Emotion On Wiki

In PlainEnglish it says:

"Do not use ChatMode or usenet slang such as lol, rofl, etc. These may be appropriate when the text is scrolling by as in chat rooms, but seem trite when the text remains for others to read and re-read."

So how does one show emotion on wiki?

People generally express emotions with words, or the occasional emoticon such as ;-) or links such as PissTake or IronyWarning. In general, though, Wiki is not about emotions, but programming ideas, and so the emoticons are just used to let readers know the comment was meant jokingly.

Written English has a remarkable ability to express ideas and emotions without the aid of emoticons or special links. If your English needs to be carried with an emoticon or a link, consider restructuring it so that it needs no crutches. While we aren't all Keats or Shakespeares, learning to write clearly is part of the Wiki experience.

But then clear pages are insightful, useful, and thought-provoking, but not informally emotional. When people use Wiki to vent or cheer, the signal-to-noise ratio drops very fast. If you want to give someone a pat on the back or let them know you're ticked, try WikiMail or even regular email.

Of course, feelings are real. All of us have them. True communication suffers greatly when the person writing attempts to hide their feelings behind "objectivity". A statement like "I despise foobar, and here's why" is far more communicative than something like "Here are four reasons why foobar is worse than zeetix".

This leads up to a distinction which should be made where feelings express personal opinion while emotions are stronger, more personal and less technically founded.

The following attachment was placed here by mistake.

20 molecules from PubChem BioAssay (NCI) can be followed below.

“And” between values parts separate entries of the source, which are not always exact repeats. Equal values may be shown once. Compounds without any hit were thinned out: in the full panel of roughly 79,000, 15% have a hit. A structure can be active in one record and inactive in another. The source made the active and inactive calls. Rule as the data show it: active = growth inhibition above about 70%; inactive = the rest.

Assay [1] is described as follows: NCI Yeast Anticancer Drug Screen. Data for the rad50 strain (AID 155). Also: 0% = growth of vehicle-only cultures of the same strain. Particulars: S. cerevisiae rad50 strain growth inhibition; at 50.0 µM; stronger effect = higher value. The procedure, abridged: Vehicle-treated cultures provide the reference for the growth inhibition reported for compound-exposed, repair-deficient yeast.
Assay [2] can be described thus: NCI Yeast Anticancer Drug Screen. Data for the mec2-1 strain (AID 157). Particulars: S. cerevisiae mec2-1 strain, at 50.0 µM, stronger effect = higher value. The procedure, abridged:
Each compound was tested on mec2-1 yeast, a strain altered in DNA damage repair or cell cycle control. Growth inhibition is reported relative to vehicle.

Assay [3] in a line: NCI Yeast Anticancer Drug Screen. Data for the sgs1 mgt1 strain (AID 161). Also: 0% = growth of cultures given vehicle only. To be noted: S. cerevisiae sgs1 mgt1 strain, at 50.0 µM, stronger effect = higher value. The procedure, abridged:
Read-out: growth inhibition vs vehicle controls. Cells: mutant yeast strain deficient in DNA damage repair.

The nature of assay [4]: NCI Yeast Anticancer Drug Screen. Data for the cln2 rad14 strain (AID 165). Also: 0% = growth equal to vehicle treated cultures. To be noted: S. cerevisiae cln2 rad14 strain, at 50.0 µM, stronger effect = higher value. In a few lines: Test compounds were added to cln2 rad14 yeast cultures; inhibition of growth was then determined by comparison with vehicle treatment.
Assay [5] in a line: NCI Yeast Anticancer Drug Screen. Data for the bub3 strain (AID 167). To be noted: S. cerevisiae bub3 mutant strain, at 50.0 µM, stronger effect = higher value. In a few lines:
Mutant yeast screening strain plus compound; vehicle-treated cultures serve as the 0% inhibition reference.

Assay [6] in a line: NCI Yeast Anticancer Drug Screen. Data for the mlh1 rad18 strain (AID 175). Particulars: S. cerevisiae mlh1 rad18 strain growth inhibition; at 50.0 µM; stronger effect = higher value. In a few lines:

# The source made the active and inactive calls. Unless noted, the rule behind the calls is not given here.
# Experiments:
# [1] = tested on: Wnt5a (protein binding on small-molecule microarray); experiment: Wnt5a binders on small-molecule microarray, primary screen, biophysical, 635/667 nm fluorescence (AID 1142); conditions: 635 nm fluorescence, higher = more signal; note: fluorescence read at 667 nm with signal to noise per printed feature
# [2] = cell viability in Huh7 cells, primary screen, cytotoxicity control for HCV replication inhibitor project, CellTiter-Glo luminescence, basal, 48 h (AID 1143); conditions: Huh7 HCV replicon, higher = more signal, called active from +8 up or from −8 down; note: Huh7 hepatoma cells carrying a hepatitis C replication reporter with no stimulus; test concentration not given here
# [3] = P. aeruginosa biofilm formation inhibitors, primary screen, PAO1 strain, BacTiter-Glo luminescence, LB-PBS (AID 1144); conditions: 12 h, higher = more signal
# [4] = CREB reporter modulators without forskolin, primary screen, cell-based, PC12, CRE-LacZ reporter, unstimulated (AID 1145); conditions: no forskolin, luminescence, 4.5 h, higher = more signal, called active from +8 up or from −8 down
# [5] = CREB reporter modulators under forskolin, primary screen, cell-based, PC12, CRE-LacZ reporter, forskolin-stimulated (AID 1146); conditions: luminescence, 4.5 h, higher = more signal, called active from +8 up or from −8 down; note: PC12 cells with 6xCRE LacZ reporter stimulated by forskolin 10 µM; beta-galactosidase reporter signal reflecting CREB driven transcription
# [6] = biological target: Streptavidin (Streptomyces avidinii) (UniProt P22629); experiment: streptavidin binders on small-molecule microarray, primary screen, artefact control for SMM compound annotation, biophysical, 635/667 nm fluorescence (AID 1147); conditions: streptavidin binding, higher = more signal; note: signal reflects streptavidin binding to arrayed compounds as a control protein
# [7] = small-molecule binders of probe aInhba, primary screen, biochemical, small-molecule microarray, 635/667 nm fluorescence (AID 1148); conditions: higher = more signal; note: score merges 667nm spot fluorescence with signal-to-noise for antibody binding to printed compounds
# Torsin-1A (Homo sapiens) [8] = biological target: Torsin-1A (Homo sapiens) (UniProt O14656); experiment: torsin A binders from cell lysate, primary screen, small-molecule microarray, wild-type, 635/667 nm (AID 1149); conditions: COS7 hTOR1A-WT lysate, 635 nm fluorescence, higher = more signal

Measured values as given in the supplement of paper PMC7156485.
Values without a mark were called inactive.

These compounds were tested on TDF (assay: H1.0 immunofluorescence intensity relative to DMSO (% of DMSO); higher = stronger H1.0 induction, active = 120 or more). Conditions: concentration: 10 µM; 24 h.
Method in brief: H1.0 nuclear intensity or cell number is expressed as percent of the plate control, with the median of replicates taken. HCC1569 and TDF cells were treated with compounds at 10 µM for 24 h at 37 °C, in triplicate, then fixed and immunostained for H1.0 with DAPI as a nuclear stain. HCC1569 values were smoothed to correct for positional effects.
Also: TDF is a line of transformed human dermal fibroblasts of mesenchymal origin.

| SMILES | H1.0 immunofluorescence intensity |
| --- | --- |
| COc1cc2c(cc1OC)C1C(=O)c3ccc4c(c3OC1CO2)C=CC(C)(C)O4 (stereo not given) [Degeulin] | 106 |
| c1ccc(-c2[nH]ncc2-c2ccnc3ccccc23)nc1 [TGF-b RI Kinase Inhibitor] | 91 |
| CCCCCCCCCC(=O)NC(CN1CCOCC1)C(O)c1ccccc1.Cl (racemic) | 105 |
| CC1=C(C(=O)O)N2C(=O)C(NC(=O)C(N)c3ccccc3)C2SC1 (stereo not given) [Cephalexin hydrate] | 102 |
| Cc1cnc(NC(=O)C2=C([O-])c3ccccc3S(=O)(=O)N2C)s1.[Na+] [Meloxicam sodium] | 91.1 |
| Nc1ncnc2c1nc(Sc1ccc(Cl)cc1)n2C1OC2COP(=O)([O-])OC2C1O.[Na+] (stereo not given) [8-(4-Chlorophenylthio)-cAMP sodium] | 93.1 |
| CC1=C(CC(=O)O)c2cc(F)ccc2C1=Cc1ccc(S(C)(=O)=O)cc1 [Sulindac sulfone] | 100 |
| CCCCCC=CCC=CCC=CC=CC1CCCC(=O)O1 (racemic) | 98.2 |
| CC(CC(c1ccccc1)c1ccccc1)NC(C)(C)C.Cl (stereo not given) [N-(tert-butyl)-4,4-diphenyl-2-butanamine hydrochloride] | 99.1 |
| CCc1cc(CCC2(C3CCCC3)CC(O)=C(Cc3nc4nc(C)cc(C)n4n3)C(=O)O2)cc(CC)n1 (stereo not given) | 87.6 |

1. strong generalized feeling; psychical excitement. 2. any specific feeling; any of various complex reactions with both psychical and physical manifestations, as love, hate, fear, anger, etc.

[...] 3. an awareness; consciousness; sensation; as in a feeling of pain. 4. an emotion. [...] 7. (a) an opinion or sentiment [...] 8. what is attributed to something as a result of one's own impression or emotion [...]

It is really easy to express ones emotions or feelings and no distinction should be made between them. They are just different words to express the same psychical state. The one thing the entire human race shares is 'Emotions'. However much we differ in our culture, religious beliefs, our creeds, politics, colour sex or age, our emotions are the same. What cause ones grief may differ from that which causes someone else's grief or how intense we choose to express it, but grief is something we can all personally experience and subsequently empathise with everyone who is suffering from it. It is the one aspect of human nature we all share and can understand it and acknowledge it when we witness its expression by someone else, even a stranger. In fact the sharing of emotions bring strangers together more than any intellectual opinion. We all know what love, anger, frustration etc etc is. What is different is that the cause of ones emotional experience may differ, but the love or anger or despondency or whatever, that I feel, is the same as the love etc everyone else feels. The intensity may differ but no one should be under any illusion that others 'Don't understand how they feel' Emotions must be distinguished from those feelings that are physiological sensory experiences such as feeling hot or cold or in pain after an injury or illness etc ie - our somatic sensations. These may give rise to a variety of emotional states in the same way that any other cause can, but only in that sense. To say that feelings are the expression of "an opinion or sentiment" is erroneous. These are intellectual reactions to incidents and are the thoughts of the individual and as such may be unique to any one individual as much as they may be shared 'intellectually' by the rest of humanity. But they are not 'feelings' and are certainly not 'emotions'